We also know what those next two years look like, in terms of democracy. No multi-party democracy reform. More voter suppression. More extreme gerrymandering. More GOP nullification of the authority of remaining Democratic governors, as we see on an ongoing basis here in Wisconsin. More attempts at institutionalizing one party rule by a GOP that has collapsed into far right authoritarianism. In short, the stakes are extremely high right now, not just in terms of fixing the economy and defeating the pandemic, but also for the future of the rule of law and democracy in America.


For all of their fears about future inflation, Summers and Blanchard seem disconcertingly unworried about this political risk. This is unfortunate, since one of the central lessons of the years since the onset of the 2008 global financial crisis is that austerity and timid fiscal policy have massive negative political consequences. Indeed, we have ample research evidence now in political science and political economy that the political consequences of economic shocks and financial crises – most notably, the surge in support for far right authoritarian parties and candidates across space and time in their wake – are real and perhaps even more serious than the economic costs themselves. In fact, Summers himself, in 2016, was clearly aware of the political risk of stagnation and economic crisis:


"Secular stagnation and the slow growth and financial instability associated with it have political as well as economic consequences. If middle-class living standards were increasing at traditional rates, politics across the developed world would likely be far less surly and dysfunctional. So mitigating secular stagnation is of profound importance" (Foreign Affairs 2016).


Unfortunately, this part of the secular stagnation agenda seems to have gone missing in this week's debates. Yet a full assessment of the optimal size of the Biden relief plan must absolutely take into account these political realities. Which brings me back to the passage at the top of this post. It is a quote from Hillel, the famous Talmudic rabbi of the first century BCE, who was head of the Sanhedrin (the ancient rabbinic tribunal) and founder of the famous the school of Jewish law (Beit Hillel, “House of Hillel”) that engaged in a long series of disputes with its rival, Beit Shammai. The Jewish Talmud documents dozens of disputes between Hillel and Shammai, with the general pattern being that Beit Hillel adopts more lenient positions, while Beit Shammai takes stricter ones. More frequently, the rabbis in the Talmud favor the views of Beit Hillel, but the dueling views and opinions are both recorded, and these disagreements are a classic illustration of what is known in Jewish tradition as an argument “for the sake of heaven” – debates in good faith aimed at coming to the best solution, acknowledging that both sides may be partly right, and trying to disagree respectfully in search of deeper truths.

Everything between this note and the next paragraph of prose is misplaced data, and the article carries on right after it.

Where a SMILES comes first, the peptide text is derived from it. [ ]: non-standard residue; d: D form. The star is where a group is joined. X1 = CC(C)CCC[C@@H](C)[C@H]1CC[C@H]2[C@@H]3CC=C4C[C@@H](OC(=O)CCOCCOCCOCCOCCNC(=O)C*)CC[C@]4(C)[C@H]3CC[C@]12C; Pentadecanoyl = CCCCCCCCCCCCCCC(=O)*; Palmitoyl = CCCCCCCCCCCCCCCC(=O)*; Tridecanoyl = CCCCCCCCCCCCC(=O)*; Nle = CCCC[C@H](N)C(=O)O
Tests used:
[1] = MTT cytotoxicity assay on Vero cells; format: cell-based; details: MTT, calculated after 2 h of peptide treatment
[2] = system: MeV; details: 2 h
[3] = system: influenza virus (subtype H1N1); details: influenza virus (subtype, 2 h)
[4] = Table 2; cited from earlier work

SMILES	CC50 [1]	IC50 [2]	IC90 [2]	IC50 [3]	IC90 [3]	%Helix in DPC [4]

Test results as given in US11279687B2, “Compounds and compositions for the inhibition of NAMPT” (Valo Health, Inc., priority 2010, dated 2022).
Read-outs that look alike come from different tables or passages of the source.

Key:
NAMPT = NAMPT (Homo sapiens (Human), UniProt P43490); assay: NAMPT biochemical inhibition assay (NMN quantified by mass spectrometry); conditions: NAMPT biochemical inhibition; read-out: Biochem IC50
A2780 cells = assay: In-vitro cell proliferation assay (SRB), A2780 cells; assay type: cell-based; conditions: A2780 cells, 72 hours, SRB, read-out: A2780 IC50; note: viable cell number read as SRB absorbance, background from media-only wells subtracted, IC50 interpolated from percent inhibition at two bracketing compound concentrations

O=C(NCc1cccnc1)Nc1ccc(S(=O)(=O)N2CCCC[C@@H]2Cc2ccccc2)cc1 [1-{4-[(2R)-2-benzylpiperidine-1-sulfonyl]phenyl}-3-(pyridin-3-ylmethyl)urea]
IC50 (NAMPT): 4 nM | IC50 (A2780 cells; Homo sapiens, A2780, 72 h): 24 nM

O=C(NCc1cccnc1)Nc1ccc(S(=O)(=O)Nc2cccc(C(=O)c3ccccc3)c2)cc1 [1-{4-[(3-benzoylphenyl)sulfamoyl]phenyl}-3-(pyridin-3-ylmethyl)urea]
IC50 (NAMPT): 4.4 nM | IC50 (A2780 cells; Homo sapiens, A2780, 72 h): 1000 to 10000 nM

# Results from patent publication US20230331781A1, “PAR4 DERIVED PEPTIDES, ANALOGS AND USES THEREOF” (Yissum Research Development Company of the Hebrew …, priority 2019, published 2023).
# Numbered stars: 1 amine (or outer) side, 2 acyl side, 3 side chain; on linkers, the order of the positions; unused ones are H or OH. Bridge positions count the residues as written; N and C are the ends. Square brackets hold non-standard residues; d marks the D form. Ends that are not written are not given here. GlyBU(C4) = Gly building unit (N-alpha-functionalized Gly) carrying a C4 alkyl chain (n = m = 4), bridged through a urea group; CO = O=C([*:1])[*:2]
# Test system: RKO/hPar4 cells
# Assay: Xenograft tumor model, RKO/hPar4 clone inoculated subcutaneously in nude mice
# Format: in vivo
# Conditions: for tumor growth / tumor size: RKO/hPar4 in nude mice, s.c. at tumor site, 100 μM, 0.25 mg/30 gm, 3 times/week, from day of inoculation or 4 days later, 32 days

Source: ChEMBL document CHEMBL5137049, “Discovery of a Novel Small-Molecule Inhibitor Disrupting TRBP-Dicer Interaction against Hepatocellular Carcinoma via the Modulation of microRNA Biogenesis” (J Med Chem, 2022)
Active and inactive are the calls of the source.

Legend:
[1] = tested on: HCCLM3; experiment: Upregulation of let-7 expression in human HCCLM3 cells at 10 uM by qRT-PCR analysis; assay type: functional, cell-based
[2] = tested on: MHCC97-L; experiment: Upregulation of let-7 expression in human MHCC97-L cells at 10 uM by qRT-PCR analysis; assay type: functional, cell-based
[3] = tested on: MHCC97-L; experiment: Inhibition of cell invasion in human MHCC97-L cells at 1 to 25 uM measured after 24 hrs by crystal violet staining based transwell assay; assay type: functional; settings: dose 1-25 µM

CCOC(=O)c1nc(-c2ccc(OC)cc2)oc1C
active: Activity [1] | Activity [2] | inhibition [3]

The quote above is perhaps Hillel’s most famous. It is found in Pirkei Avot (literally, “Chapters of the Fathers,” but generally translated as “Ethics of Our Fathers”), which is part of the Mishnah, the first text of Jewish oral law codified in the second century CE. Its last question, “If not now, then when?” is often interpreted as a charge to not put off important work for another day, because the work is urgent and difficult, and because there isn’t any time to waste. It is a charge, above all, to not find reasons to make the perfect the enemy of the good, and to not leave for tomorrow that which must be done today.


It is exactly the question that I find myself asking this week, in response to Summers and Blanchard’s public skepticism about the Biden relief plan. Indeed, it is one of many questions:


  • What, exactly, was the point of exerting so much time and effort on theorizing secular stagnation and debt sustainability if, at the very first sign of a serious crisis, the apparent policy implications of these arguments were going to be set aside so easily, and the old lines about potential inflation and fiscal space embraced again, as if the last Lost Decade had not occurred?

  • Would it spoil some vast eternal plan if we finally had a bit of inflation over 2% for a few years, if that meant a more rapid recovery from the COVID crisis and a way to finally return to the US economy to its pre-2008 trajectory?

  • Isn’t the Federal Reserve far more adept at reining in inflation than it has been in addressing persistent under-inflation, and couldn’t it do that once again with “normalized” interest rates if and when the currently nonexistent inflation becomes actual inflation?

  • Was the Summers-Blanchard revolution in macroeconomic thinking merely an intellectual thought experiment? Is it a set of policies designed only to be implemented in some future, optimal time in which our economy and our politics are more stable? If so, what exactly are those circumstances? How can we know when we've reached them?


These are not merely rhetorical questions. They are questions in the spirit of the debate between Hillel and Shammai. For those of us seriously concerned with the economics and politics of macroeconomic policymaking, knowing the answers to these questions about the scope conditions of these novel economic theories is crucially important. But those answers were missing from this week's debate, and it seems the questions weren't even being asked.


More importantly, for those of us seriously concerned with both real-world consequences of the economic crisis and with defeating the current frontal assault on American democracy, the risks of doing too little seem to so vastly outweigh the risks of doing too much that it’s hard to believe we’re really having this debate all over again.


If this is “overheating,” then please, light the fire. It’s awfully cold outside right now.


If not now, when?